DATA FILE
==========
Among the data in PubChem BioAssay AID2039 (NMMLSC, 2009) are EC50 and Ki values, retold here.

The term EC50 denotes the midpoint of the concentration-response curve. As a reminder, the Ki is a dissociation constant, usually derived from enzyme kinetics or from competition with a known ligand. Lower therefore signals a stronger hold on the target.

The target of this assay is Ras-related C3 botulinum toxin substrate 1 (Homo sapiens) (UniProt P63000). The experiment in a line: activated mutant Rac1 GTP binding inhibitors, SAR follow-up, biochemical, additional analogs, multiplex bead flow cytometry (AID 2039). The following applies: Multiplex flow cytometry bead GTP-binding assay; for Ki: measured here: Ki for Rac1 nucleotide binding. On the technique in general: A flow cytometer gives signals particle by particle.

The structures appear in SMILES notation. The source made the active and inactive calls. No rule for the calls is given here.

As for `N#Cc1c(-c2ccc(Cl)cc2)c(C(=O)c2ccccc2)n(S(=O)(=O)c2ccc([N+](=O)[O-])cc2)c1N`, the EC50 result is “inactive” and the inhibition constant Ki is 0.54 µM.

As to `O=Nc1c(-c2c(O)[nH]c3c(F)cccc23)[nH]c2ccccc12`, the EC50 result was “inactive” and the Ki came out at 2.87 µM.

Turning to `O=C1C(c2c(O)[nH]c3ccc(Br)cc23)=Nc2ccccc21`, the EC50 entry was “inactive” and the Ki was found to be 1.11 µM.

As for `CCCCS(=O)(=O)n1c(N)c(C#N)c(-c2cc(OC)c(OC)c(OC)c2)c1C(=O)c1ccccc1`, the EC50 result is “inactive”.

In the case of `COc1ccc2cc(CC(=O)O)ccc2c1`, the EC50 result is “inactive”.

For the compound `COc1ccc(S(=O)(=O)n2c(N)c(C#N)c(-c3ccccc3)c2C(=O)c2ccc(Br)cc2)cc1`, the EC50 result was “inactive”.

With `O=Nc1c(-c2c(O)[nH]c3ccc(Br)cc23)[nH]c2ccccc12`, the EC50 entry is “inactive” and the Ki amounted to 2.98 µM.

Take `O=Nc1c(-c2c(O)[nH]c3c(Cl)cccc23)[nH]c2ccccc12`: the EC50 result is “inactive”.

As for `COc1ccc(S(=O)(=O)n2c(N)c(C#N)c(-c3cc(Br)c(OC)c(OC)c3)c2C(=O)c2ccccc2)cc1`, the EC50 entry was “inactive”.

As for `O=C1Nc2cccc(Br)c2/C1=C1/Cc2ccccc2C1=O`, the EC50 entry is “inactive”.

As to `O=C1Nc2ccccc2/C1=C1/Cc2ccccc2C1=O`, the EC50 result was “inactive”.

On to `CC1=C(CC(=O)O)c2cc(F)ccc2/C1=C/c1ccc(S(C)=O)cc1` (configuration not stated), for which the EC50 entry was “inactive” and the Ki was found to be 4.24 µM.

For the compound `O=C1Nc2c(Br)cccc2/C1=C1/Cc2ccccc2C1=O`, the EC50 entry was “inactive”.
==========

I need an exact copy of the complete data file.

Among the data in PubChem BioAssay AID2039 (NMMLSC, 2009) are EC50 and Ki values, retold here.

The term EC50 denotes the midpoint of the concentration-response curve. As a reminder, the Ki is a dissociation constant, usually derived from enzyme kinetics or from competition with a known ligand. Lower therefore signals a stronger hold on the target.

The target of this assay is Ras-related C3 botulinum toxin substrate 1 (Homo sapiens) (UniProt P63000). The experiment in a line: activated mutant Rac1 GTP binding inhibitors, SAR follow-up, biochemical, additional analogs, multiplex bead flow cytometry (AID 2039). The following applies: Multiplex flow cytometry bead GTP-binding assay; for Ki: measured here: Ki for Rac1 nucleotide binding. On the technique in general: A flow cytometer gives signals particle by particle.

The structures appear in SMILES notation. The source made the active and inactive calls. No rule for the calls is given here.

As for `N#Cc1c(-c2ccc(Cl)cc2)c(C(=O)c2ccccc2)n(S(=O)(=O)c2ccc([N+](=O)[O-])cc2)c1N`, the EC50 result is “inactive” and the inhibition constant Ki is 0.54 µM.

As to `O=Nc1c(-c2c(O)[nH]c3c(F)cccc23)[nH]c2ccccc12`, the EC50 result was “inactive” and the Ki came out at 2.87 µM.

Turning to `O=C1C(c2c(O)[nH]c3ccc(Br)cc23)=Nc2ccccc21`, the EC50 entry was “inactive” and the Ki was found to be 1.11 µM.

As for `CCCCS(=O)(=O)n1c(N)c(C#N)c(-c2cc(OC)c(OC)c(OC)c2)c1C(=O)c1ccccc1`, the EC50 result is “inactive”.

In the case of `COc1ccc2cc(CC(=O)O)ccc2c1`, the EC50 result is “inactive”.

For the compound `COc1ccc(S(=O)(=O)n2c(N)c(C#N)c(-c3ccccc3)c2C(=O)c2ccc(Br)cc2)cc1`, the EC50 result was “inactive”.

With `O=Nc1c(-c2c(O)[nH]c3ccc(Br)cc23)[nH]c2ccccc12`, the EC50 entry is “inactive” and the Ki amounted to 2.98 µM.

Take `O=Nc1c(-c2c(O)[nH]c3c(Cl)cccc23)[nH]c2ccccc12`: the EC50 result is “inactive”.

As for `COc1ccc(S(=O)(=O)n2c(N)c(C#N)c(-c3cc(Br)c(OC)c(OC)c3)c2C(=O)c2ccccc2)cc1`, the EC50 entry was “inactive”.

As for `O=C1Nc2cccc(Br)c2/C1=C1/Cc2ccccc2C1=O`, the EC50 entry is “inactive”.

As to `O=C1Nc2ccccc2/C1=C1/Cc2ccccc2C1=O`, the EC50 result was “inactive”.

On to `CC1=C(CC(=O)O)c2cc(F)ccc2/C1=C/c1ccc(S(C)=O)cc1` (configuration not stated), for which the EC50 entry was “inactive” and the Ki was found to be 4.24 µM.

For the compound `O=C1Nc2c(Br)cccc2/C1=C1/Cc2ccccc2C1=O`, the EC50 entry was “inactive”.